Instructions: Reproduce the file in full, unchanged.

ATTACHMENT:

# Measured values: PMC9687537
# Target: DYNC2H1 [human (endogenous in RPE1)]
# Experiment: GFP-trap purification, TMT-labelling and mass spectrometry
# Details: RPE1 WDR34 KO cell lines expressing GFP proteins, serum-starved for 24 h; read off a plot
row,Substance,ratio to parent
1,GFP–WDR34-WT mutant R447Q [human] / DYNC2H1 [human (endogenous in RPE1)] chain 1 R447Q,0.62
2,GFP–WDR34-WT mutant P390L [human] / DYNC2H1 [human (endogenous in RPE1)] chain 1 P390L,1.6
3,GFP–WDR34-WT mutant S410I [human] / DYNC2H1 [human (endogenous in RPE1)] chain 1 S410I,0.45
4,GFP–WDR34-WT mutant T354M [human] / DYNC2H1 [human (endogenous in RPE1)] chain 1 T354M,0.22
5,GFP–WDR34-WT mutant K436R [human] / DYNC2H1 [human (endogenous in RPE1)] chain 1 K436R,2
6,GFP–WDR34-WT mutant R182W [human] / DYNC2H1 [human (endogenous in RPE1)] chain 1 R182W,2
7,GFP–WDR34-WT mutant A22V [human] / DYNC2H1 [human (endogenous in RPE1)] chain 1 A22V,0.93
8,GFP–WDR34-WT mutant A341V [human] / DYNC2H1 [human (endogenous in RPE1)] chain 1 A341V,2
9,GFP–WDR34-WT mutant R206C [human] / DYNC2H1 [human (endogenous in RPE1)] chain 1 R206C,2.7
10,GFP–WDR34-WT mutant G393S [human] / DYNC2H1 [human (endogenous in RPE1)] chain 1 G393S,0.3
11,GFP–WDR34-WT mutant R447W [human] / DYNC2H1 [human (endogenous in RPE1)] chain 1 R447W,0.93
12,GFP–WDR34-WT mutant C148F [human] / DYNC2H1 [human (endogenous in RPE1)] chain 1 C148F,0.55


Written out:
# Measured values: PMC9687537
# Target: DYNC2H1 [human (endogenous in RPE1)]
# Experiment: GFP-trap purification, TMT-labelling and mass spectrometry
# Details: RPE1 WDR34 KO cell lines expressing GFP proteins, serum-starved for 24 h; read off a plot
row,Substance,ratio to parent
1,GFP–WDR34-WT mutant R447Q [human] / DYNC2H1 [human (endogenous in RPE1)] chain 1 R447Q,0.62
2,GFP–WDR34-WT mutant P390L [human] / DYNC2H1 [human (endogenous in RPE1)] chain 1 P390L,1.6
3,GFP–WDR34-WT mutant S410I [human] / DYNC2H1 [human (endogenous in RPE1)] chain 1 S410I,0.45
4,GFP–WDR34-WT mutant T354M [human] / DYNC2H1 [human (endogenous in RPE1)] chain 1 T354M,0.22
5,GFP–WDR34-WT mutant K436R [human] / DYNC2H1 [human (endogenous in RPE1)] chain 1 K436R,2
6,GFP–WDR34-WT mutant R182W [human] / DYNC2H1 [human (endogenous in RPE1)] chain 1 R182W,2
7,GFP–WDR34-WT mutant A22V [human] / DYNC2H1 [human (endogenous in RPE1)] chain 1 A22V,0.93
8,GFP–WDR34-WT mutant A341V [human] / DYNC2H1 [human (endogenous in RPE1)] chain 1 A341V,2
9,GFP–WDR34-WT mutant R206C [human] / DYNC2H1 [human (endogenous in RPE1)] chain 1 R206C,2.7
10,GFP–WDR34-WT mutant G393S [human] / DYNC2H1 [human (endogenous in RPE1)] chain 1 G393S,0.3
11,GFP–WDR34-WT mutant R447W [human] / DYNC2H1 [human (endogenous in RPE1)] chain 1 R447W,0.93
12,GFP–WDR34-WT mutant C148F [human] / DYNC2H1 [human (endogenous in RPE1)] chain 1 C148F,0.55